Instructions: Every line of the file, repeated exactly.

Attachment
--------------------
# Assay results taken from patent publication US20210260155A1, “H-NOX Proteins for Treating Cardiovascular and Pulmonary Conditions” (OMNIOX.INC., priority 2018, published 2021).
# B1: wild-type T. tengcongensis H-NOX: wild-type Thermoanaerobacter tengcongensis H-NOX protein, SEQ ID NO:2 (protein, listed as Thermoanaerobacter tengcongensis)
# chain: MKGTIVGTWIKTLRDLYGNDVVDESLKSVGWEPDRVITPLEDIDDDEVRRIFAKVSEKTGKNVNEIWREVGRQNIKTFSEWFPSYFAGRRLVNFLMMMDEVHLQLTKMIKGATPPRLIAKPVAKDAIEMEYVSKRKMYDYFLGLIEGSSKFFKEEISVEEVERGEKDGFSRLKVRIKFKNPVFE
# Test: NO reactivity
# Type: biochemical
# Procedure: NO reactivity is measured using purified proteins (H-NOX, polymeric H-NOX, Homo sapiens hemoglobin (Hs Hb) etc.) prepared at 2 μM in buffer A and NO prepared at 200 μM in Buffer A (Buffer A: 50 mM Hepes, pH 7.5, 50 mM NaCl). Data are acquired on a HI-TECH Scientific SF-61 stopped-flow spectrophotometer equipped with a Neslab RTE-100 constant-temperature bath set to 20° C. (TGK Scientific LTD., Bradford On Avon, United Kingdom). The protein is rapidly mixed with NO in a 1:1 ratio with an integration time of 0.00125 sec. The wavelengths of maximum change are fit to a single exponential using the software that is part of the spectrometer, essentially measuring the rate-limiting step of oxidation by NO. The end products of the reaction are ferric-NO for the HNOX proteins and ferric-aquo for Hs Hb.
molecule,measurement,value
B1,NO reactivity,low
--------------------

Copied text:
# Assay results taken from patent publication US20210260155A1, “H-NOX Proteins for Treating Cardiovascular and Pulmonary Conditions” (OMNIOX.INC., priority 2018, published 2021).
# B1: wild-type T. tengcongensis H-NOX: wild-type Thermoanaerobacter tengcongensis H-NOX protein, SEQ ID NO:2 (protein, listed as Thermoanaerobacter tengcongensis)
# chain: MKGTIVGTWIKTLRDLYGNDVVDESLKSVGWEPDRVITPLEDIDDDEVRRIFAKVSEKTGKNVNEIWREVGRQNIKTFSEWFPSYFAGRRLVNFLMMMDEVHLQLTKMIKGATPPRLIAKPVAKDAIEMEYVSKRKMYDYFLGLIEGSSKFFKEEISVEEVERGEKDGFSRLKVRIKFKNPVFE
# Test: NO reactivity
# Type: biochemical
# Procedure: NO reactivity is measured using purified proteins (H-NOX, polymeric H-NOX, Homo sapiens hemoglobin (Hs Hb) etc.) prepared at 2 μM in buffer A and NO prepared at 200 μM in Buffer A (Buffer A: 50 mM Hepes, pH 7.5, 50 mM NaCl). Data are acquired on a HI-TECH Scientific SF-61 stopped-flow spectrophotometer equipped with a Neslab RTE-100 constant-temperature bath set to 20° C. (TGK Scientific LTD., Bradford On Avon, United Kingdom). The protein is rapidly mixed with NO in a 1:1 ratio with an integration time of 0.00125 sec. The wavelengths of maximum change are fit to a single exponential using the software that is part of the spectrometer, essentially measuring the rate-limiting step of oxidation by NO. The end products of the reaction are ferric-NO for the HNOX proteins and ferric-aquo for Hs Hb.
molecule,measurement,value
B1,NO reactivity,low